The twin victories give Biden a better shot at fulfilling ambitious campaign promises that could have been stymied by a Republican-controlled Senate: a more robust coronavirus relief package, new efforts to curb climate change, legislation to expand voting rights and an immigration overhaul.
Both Ossoff and Warnock said they were eager to get to work fulfilling campaign promises, such as improving access to and the affordability of health care, and providing economic relief to American families.
“We have a lot of work to do around COVID-19 relief,” Warnock said after his swearing-in. “That work is urgent, and I look forward to being a part of that conversation.”
Ossoff and Warnock took their oaths of office alongside California’s Alex Padilla, who replaces Harris. Immediately after, they signed paperwork and bumped elbows with colleagues offering congratulations. Because Ossoff comes before Warnock in alphabetical order, he is considered Georgia’s senior senator.
The two participated in their first Senate votes Wednesday evening, joining with an overwhelming majority to confirm Biden’s pick for director of national intelligence, Avril Haines.
Newly minted Senate Majority Leader Chuck Schumer had earlier vowed to tackle big issues quickly.
“As the majority changes in the Senate, the Senate will do business differently,” he said.
Warnock and Ossoff also allow Democrats to lead an impeachment trial of Trump on charges that he incited a deadly riot at the Capitol on Jan. 6, the day after the Georgia runoffs. Schumer has pledged to move forward with the trial even though Wednesday was Trump’s final day in office. Conviction would require agreement by two-thirds of the Senate — that means if all Democrats are in favor, 17 Republicans would still need to join them. The Senate could also vote to bar Trump from seeking public office again.
The Democratic victories in Georgia were powered by soaring turnout from Black voters, including many who typically don’t participate in statewide runoffs, along with a continuing leftward shift in Atlanta’s suburbs.
During the swearing-in ceremony, Virginia U.S. Sen. Tim Kaine escorted in Warnock. Ossoff was led in by U.S. Sen. Cory Booker, a New Jersey Democrat and one of the leading voices for a criminal justice overhaul that Ossoff and Warnock have endorsed.
Ossoff took the oath on Hebrew Scripture once owned by Jacob Rothschild, the legendary leader of Atlanta’s historic Temple congregation whose opposition to segregation helped unite the Jewish community.
“That book isn’t just about the synagogue and my Jewish background,” said Ossoff, who earned his bar mitzvah at the Temple. “It’s also about the necessity of reanimating the spirit of the civil rights movement and build alliances to pass landmark civil rights legislation.”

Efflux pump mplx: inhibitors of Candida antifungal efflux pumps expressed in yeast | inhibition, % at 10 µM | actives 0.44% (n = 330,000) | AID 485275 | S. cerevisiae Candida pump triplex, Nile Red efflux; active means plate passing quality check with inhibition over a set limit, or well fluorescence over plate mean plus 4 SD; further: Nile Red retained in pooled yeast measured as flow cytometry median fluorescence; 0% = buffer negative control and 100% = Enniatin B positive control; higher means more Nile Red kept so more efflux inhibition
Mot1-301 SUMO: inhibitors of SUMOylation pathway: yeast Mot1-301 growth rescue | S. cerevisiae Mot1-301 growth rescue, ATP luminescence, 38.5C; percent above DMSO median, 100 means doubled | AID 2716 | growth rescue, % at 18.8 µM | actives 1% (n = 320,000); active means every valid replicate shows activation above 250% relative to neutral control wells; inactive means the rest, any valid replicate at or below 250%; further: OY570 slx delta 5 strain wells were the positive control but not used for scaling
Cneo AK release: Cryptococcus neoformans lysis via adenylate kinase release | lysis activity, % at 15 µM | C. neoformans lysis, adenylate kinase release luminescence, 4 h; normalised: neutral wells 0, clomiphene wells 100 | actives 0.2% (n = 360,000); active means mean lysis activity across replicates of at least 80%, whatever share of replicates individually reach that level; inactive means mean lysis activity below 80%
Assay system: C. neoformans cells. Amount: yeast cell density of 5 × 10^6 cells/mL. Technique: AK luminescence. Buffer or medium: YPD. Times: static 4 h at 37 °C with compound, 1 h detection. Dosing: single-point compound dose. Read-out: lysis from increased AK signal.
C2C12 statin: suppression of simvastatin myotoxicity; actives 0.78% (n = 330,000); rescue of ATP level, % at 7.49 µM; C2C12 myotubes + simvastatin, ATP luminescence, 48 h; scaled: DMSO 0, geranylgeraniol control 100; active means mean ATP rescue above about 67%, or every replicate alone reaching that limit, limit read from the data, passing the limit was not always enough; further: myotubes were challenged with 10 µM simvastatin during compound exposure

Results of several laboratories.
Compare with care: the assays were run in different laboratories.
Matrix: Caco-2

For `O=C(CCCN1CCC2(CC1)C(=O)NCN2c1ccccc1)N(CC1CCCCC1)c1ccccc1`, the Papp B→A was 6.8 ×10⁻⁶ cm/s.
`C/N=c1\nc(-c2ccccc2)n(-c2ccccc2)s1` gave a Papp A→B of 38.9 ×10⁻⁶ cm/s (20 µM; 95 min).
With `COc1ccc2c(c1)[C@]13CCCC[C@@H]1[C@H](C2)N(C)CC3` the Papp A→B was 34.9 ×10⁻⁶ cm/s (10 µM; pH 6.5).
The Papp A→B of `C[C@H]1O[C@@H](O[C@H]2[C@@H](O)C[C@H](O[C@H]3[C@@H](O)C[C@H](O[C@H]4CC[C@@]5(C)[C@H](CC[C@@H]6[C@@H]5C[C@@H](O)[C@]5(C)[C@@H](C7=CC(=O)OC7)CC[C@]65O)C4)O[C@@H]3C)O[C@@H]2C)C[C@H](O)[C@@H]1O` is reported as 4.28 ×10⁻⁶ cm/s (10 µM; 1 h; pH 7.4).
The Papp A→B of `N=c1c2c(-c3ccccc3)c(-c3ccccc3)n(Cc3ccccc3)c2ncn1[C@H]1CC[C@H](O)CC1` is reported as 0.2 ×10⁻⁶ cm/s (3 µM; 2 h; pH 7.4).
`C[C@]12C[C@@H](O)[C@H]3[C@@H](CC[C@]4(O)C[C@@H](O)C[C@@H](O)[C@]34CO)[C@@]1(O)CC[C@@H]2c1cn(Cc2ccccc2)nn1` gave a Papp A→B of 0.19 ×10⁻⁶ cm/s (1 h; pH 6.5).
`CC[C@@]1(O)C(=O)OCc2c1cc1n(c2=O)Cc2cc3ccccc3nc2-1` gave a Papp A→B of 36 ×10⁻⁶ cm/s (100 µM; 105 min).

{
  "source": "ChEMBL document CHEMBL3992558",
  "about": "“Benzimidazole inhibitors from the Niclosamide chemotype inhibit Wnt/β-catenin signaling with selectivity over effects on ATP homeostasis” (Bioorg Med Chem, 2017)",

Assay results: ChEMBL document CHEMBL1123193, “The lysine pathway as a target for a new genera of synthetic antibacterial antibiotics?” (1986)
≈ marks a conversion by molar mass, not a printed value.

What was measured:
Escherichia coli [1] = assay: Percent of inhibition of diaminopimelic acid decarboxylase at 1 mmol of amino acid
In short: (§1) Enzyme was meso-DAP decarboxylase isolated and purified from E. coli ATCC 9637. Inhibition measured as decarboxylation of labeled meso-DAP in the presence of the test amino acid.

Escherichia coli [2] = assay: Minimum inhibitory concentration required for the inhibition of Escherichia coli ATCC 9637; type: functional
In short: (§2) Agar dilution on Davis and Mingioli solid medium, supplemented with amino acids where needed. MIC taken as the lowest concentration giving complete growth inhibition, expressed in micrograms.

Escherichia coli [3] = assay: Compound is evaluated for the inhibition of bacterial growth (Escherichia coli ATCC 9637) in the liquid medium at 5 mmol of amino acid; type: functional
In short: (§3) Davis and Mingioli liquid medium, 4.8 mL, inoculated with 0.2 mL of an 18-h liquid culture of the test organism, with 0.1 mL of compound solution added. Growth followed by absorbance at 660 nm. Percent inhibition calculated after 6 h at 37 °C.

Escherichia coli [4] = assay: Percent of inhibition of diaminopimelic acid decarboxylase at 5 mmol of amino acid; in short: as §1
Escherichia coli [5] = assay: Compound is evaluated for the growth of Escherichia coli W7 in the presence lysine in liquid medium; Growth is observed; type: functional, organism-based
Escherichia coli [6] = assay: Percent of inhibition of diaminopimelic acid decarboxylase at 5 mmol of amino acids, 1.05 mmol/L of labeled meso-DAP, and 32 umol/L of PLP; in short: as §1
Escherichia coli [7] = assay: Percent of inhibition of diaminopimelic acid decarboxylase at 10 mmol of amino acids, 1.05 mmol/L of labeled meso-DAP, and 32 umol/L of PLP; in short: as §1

Ossoff, 33, is the youngest member of the Senate since 1981. His path to office began in earnest four years ago, when he launched a campaign for an open U.S. House seat in Atlanta’s northern suburbs that attracted national attention and record-setting spending.
After narrowly losing that 2017 bid to Republican Karen Handel, he marshaled the endorsements of civil rights hero John Lewis and other Democrats to mount a challenge against Perdue. He forced the former Fortune 500 chief executive into a runoff in November before defeating him by about 55,000 votes.
The route that Warnock, 51, took to the Senate differed from Ossoff’s. The pastor of Ebenezer Baptist Church, the historic Atlanta congregation where the Rev. Martin Luther King Jr. once preached, long aimed to run for public office but didn’t enter the fray until shortly after Loeffler was appointed to the seat by Gov. Brian Kemp.
With support from Stacey Abrams and top national figures, Warnock scared other leading Democrats from entering the 20-candidate special election to emerge with Loeffler as the top two finishers in the November race. He beat Loeffler, a former financial executive, by roughly 93,000 ballots.
He was sworn in using a Bible given to him by Ebenezer members when he became senior pastor in 2005. His sister Valencia Warnock-King accompanied him for the day, and he noted in a press release that Wednesday would have been his father’s 104th birthday.
Warnock said the last time he had visited the U.S. Capitol complex, it was to protest alongside other pastors against GOP efforts to repeal and replace the Affordable Care Act. He was arrested that day in 2017. Now he is back in an official capacity.
“The last time, I came as an activist; this time I come as a legislator,” he said. “But for me, it’s a continuation of the same work.”